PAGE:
Genre: Futuristic/Supernatural Christian Fiction/Sci-Fi
Series: A Seer Novel, Book 3
Two decades have passed since the Seers fled the Authority City, with Remko and Carrington forced to leave their baby girl Elise behind. Now the Authority City is under the manufactured “peace” of a vaccine inhibiting memories and causing robotic submission to the authorities; yet Elise is immune, and is beginning to wake up to her identity as a Seer, as a supernatural shift is set in motion, with both sides gearing up for their inevitable confrontation.
I enjoyed the first two books of the series: The Choosing, and The Calling, even though I had a slight theological concern with each of them. In this final installment, the spiritual/theological aspect is much more prominent. I really like the theme of identity as a child of the Father’s, and how the inner struggle of light and darkness is portrayed. I also like the Seer’s process of learning to work together, and embracing their various supernatural gifts.
However, there is a stronger spiritual theme of finding one’s light within oneself that is not at all biblical, regardless of how many churches may embrace this form of religious syncretism. The Bible teaches that since sin was introduced into the world, humanity is born into sin, and then reborn in Jesus’ death and resurrection. Jesus came to save the whole world; but we must receive his salvation in order to have the Holy Spirit inside of us. When an unbeliever looks into himself he will not find God, but must choose to receive God’s calling, and die to himself.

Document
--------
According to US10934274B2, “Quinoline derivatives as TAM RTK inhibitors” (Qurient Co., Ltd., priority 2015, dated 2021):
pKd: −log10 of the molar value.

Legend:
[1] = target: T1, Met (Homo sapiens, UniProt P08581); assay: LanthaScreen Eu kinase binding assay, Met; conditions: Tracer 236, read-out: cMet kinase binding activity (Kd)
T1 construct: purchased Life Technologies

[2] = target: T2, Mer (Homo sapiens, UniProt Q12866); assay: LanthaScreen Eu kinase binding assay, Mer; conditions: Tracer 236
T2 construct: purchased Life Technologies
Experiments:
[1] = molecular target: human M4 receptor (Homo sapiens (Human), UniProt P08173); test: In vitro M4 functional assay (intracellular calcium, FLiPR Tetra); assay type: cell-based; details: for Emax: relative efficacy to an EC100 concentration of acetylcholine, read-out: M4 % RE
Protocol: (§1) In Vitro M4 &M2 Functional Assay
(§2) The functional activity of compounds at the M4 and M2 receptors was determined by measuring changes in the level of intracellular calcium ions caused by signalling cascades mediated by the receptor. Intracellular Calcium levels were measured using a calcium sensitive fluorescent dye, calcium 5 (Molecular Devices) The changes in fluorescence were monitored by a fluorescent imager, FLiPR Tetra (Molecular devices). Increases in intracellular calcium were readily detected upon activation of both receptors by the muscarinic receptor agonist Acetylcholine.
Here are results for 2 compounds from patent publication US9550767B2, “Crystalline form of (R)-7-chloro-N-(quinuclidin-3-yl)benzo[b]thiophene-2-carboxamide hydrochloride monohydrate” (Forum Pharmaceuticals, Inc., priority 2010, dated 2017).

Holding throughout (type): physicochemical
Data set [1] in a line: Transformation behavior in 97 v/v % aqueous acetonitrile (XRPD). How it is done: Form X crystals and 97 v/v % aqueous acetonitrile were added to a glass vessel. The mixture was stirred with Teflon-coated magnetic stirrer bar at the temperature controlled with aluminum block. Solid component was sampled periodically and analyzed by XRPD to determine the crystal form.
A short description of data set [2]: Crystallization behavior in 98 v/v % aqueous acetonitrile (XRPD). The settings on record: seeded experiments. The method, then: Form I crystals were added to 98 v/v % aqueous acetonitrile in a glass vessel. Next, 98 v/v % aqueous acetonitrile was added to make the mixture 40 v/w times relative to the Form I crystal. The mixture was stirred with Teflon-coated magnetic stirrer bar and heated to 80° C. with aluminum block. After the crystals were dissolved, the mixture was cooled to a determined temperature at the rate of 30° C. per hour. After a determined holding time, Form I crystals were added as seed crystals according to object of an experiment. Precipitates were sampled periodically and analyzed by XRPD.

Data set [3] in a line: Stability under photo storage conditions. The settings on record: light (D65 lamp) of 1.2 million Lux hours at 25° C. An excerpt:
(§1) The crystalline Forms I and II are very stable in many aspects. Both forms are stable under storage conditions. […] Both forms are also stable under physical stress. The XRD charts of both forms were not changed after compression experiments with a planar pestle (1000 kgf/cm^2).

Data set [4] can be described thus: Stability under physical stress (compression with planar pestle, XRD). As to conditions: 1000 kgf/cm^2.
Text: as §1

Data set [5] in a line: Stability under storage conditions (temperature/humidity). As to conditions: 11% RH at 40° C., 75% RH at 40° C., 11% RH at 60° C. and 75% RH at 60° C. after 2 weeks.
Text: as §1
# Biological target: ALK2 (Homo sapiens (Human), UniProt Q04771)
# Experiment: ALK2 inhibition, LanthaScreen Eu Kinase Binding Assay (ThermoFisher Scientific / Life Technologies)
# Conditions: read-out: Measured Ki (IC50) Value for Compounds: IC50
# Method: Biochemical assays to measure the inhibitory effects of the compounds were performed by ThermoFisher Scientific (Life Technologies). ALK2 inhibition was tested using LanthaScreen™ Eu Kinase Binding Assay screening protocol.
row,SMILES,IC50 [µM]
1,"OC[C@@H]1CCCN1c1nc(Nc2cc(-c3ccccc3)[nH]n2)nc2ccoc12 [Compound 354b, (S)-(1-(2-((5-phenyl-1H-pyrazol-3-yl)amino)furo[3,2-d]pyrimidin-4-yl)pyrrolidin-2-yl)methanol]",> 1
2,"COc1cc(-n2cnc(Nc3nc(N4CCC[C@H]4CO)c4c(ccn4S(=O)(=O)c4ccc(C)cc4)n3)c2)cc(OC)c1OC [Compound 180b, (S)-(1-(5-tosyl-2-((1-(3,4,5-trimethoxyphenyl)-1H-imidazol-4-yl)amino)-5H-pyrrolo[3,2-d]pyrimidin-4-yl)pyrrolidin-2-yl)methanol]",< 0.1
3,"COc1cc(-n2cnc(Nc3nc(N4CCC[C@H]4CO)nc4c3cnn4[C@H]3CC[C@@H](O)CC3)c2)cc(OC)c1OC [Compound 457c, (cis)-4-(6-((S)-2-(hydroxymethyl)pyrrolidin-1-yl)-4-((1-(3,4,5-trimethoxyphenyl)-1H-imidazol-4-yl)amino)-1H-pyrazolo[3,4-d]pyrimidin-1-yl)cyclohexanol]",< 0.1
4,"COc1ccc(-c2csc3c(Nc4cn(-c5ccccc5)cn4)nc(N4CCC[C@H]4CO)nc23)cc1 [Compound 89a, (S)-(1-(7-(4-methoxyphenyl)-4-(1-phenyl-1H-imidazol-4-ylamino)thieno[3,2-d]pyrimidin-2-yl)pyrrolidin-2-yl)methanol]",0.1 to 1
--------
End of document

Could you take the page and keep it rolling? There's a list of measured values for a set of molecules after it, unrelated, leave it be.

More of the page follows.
Dekker’s characters are entirely focused on the light within themselves, and in all things, as the source of their identity and power. As a result, when the characters suffer, they go within themselves and are entirely self focused in a transcendent chat of beliefs (in line with Eastern religions, New Age, or modern psychology despite the “Christianese” language) rather than suffering in the example of the Christian Apostles (or Jewish Patriarchs) by looking to God and sanctifying His name in the midst of affliction. Dekker’s spiritual metaphor is clear as she constantly quotes Scripture (often out of context). I cannot advocate this harmful theology, despite some of the other positive spiritual motifs.
I also felt that the story itself was not as strong as it could have been. While there were moments of internal and/or spiritual struggle, the intensity of the suffering and conflicts were too shallow and unrealistic, the characters too often had overly simplified solutions to every problem, and the novel overall felt predictable, shallow, and preachy (of its poor theology).
I received a complimentary copy of this book from Tyndale House Publishers.